You probably know all about Actions. But if not, in Photoshop, they enable you to record certain tasks and then repeat them to edit multiple photos at once.
It’s simply a matter of creating a new action in the Actions Panel, hitting the Record button, applying your effect, adjustment or other tweak and then hitting the Stop button. Whenever you play the action in future on an image, the same effect or adjustment will be applied.
But if you have a number of images to which you want to apply an effect, adjustment or series of tweaks, you need to pay a visit to the File>Automate menu.
In this sub-menu, go to Batch. Here, choose an Action to play using the drop-down menu in the Play section of the Dialog Box. Here’s how to do it.
In the Source section, choose the folder on your PC or Mac where the images you want to adjust are stored. There are a number of options here, enabling you to include subfolders and turn off any colour profile warnings and open Dialog Boxes.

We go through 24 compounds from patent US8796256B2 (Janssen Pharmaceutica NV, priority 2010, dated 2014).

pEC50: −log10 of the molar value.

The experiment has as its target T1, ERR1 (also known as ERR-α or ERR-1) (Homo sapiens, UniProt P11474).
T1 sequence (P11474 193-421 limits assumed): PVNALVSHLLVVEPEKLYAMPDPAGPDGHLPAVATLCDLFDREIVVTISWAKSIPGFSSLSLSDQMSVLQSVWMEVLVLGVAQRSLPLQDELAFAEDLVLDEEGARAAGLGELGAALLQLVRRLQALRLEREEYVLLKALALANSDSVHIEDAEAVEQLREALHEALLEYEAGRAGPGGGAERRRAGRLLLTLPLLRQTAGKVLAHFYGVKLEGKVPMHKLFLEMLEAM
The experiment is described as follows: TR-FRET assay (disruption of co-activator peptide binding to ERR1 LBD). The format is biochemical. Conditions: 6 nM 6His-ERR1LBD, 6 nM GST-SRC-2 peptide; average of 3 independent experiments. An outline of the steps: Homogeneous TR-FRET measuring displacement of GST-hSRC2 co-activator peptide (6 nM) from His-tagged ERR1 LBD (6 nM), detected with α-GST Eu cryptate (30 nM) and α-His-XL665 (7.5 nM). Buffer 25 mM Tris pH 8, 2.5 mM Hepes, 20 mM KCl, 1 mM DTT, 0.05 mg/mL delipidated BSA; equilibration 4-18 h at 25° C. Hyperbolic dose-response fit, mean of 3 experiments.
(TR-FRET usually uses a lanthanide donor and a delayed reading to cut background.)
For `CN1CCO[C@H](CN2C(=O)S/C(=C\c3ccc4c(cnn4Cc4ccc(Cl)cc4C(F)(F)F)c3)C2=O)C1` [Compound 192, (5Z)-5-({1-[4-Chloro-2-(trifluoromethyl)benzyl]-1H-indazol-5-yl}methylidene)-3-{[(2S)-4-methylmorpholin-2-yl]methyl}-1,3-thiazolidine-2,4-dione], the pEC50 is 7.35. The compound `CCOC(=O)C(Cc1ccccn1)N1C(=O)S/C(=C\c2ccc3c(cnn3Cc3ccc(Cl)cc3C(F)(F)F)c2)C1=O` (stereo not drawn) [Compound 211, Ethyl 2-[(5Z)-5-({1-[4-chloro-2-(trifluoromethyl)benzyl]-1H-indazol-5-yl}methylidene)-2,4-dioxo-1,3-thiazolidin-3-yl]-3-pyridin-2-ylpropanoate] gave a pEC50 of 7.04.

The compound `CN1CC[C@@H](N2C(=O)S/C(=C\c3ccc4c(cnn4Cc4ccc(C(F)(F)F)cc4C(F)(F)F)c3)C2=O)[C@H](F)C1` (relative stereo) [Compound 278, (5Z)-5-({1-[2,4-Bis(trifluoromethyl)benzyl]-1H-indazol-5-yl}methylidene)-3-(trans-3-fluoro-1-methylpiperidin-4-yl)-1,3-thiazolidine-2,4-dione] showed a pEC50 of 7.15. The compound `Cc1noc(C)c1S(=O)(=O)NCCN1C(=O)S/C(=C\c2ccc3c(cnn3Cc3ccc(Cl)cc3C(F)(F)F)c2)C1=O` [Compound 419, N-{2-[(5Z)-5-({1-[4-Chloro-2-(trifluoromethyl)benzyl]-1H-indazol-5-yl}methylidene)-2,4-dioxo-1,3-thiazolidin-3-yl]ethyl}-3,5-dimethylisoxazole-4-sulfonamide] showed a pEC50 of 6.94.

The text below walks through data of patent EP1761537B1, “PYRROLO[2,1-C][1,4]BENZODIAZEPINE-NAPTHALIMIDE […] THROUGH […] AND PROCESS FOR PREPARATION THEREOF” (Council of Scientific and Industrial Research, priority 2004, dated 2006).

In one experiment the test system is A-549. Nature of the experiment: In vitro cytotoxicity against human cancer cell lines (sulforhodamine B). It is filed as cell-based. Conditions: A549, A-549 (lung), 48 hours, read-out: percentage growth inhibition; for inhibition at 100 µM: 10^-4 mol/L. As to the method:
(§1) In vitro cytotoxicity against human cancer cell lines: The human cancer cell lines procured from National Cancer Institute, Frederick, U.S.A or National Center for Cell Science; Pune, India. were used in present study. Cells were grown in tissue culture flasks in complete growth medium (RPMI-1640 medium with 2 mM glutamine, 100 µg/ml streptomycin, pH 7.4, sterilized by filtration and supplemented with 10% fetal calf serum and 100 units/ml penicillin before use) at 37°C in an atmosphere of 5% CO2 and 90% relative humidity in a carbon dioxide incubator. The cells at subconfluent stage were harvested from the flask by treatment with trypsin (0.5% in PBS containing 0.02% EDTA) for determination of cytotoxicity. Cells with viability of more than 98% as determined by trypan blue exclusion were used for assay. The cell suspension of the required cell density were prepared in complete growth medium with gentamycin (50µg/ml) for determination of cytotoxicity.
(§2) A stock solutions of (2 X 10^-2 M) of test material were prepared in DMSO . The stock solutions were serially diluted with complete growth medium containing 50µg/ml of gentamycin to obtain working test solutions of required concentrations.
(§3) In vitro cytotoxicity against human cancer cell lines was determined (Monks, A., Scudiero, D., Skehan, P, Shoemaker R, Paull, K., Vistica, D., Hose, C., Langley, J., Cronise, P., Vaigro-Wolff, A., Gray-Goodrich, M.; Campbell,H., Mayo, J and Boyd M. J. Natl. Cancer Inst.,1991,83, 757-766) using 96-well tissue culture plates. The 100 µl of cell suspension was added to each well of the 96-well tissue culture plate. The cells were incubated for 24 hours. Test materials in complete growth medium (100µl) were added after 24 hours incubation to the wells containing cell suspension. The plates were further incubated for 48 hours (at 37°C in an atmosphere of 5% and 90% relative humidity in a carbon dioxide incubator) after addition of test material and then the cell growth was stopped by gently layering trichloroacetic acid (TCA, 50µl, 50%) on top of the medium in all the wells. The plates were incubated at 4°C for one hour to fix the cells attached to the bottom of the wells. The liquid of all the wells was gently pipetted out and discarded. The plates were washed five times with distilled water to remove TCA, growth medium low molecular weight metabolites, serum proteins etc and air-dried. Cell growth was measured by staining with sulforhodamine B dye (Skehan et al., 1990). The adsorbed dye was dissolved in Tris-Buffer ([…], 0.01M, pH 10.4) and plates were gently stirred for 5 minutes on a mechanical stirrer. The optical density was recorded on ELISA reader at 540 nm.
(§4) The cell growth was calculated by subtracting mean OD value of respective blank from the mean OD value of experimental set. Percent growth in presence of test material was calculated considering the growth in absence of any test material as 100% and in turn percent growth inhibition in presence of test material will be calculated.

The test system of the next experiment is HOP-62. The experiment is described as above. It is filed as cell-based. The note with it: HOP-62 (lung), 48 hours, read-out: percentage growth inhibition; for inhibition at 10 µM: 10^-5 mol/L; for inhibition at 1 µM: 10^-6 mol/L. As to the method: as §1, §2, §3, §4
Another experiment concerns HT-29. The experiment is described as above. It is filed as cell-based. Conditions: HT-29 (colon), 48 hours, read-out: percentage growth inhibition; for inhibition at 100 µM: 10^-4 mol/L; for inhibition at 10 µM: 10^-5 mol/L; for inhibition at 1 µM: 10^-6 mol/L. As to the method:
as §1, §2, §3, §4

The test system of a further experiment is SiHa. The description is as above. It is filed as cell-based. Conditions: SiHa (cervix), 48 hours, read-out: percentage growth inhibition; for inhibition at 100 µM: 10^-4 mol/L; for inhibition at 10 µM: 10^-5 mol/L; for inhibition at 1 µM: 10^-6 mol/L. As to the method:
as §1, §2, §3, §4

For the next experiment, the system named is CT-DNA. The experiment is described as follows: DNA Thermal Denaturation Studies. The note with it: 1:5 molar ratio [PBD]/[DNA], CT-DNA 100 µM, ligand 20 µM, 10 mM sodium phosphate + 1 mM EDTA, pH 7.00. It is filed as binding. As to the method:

Most of the time you’ll check all of these – especially if you want everything to just run without any intervention.
In the Destination section of the Dialog Box, you can choose to save and close the files, or save them in a different destination with a new name. And finally, you can choose whether to stop for errors or just log them to a file.
This approach still requires you to open Photoshop. If you want to just sit back and watch Photoshop open automatically and perform your adjustments for you, create a Droplet.
Go to File>Automate> Create Droplet. The Dialog Box is identical to the Batch example, with the exception of being able to save a Droplet at the top.
Hit the Save Droplet In>Choose button and name and save. Set up your batch processing.
Now you can drag files into the droplet to perform your adjustments.